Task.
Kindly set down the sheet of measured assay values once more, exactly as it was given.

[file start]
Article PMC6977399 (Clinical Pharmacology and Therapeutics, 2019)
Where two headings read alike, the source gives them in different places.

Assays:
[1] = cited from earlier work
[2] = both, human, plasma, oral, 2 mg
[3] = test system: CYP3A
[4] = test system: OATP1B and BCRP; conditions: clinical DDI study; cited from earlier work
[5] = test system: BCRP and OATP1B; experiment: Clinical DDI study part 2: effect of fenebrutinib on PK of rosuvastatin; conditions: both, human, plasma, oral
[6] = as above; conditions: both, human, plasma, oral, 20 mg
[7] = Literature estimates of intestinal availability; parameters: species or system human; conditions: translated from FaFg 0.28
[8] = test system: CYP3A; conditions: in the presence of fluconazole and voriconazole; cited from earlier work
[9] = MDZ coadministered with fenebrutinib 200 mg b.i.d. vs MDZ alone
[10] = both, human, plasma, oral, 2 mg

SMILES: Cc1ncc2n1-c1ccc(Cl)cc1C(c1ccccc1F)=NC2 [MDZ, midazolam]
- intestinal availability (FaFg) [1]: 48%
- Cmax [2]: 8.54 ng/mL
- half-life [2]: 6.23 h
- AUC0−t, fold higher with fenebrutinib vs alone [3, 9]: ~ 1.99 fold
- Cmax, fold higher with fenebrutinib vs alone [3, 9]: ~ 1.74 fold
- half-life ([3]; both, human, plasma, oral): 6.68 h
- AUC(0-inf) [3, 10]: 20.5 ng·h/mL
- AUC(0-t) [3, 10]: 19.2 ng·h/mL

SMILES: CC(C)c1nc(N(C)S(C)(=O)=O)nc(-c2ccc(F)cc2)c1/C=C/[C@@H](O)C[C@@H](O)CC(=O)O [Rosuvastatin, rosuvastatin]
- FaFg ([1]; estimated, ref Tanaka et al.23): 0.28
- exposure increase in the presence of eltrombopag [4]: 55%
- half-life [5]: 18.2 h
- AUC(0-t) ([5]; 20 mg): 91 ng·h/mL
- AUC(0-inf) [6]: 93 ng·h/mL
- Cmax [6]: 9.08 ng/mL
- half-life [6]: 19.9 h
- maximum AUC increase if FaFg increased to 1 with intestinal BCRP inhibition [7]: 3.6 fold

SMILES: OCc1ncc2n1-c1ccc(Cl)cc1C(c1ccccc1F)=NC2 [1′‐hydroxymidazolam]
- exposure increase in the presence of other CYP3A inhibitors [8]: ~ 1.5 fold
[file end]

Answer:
Article PMC6977399 (Clinical Pharmacology and Therapeutics, 2019)
Where two headings read alike, the source gives them in different places.

Assays:
[1] = cited from earlier work
[2] = both, human, plasma, oral, 2 mg
[3] = test system: CYP3A
[4] = test system: OATP1B and BCRP; conditions: clinical DDI study; cited from earlier work
[5] = test system: BCRP and OATP1B; experiment: Clinical DDI study part 2: effect of fenebrutinib on PK of rosuvastatin; conditions: both, human, plasma, oral
[6] = as above; conditions: both, human, plasma, oral, 20 mg
[7] = Literature estimates of intestinal availability; parameters: species or system human; conditions: translated from FaFg 0.28
[8] = test system: CYP3A; conditions: in the presence of fluconazole and voriconazole; cited from earlier work
[9] = MDZ coadministered with fenebrutinib 200 mg b.i.d. vs MDZ alone
[10] = both, human, plasma, oral, 2 mg

SMILES: Cc1ncc2n1-c1ccc(Cl)cc1C(c1ccccc1F)=NC2 [MDZ, midazolam]
- intestinal availability (FaFg) [1]: 48%
- Cmax [2]: 8.54 ng/mL
- half-life [2]: 6.23 h
- AUC0−t, fold higher with fenebrutinib vs alone [3, 9]: ~ 1.99 fold
- Cmax, fold higher with fenebrutinib vs alone [3, 9]: ~ 1.74 fold
- half-life ([3]; both, human, plasma, oral): 6.68 h
- AUC(0-inf) [3, 10]: 20.5 ng·h/mL
- AUC(0-t) [3, 10]: 19.2 ng·h/mL

SMILES: CC(C)c1nc(N(C)S(C)(=O)=O)nc(-c2ccc(F)cc2)c1/C=C/[C@@H](O)C[C@@H](O)CC(=O)O [Rosuvastatin, rosuvastatin]
- FaFg ([1]; estimated, ref Tanaka et al.23): 0.28
- exposure increase in the presence of eltrombopag [4]: 55%
- half-life [5]: 18.2 h
- AUC(0-t) ([5]; 20 mg): 91 ng·h/mL
- AUC(0-inf) [6]: 93 ng·h/mL
- Cmax [6]: 9.08 ng/mL
- half-life [6]: 19.9 h
- maximum AUC increase if FaFg increased to 1 with intestinal BCRP inhibition [7]: 3.6 fold

SMILES: OCc1ncc2n1-c1ccc(Cl)cc1C(c1ccccc1F)=NC2 [1′‐hydroxymidazolam]
- exposure increase in the presence of other CYP3A inhibitors [8]: ~ 1.5 fold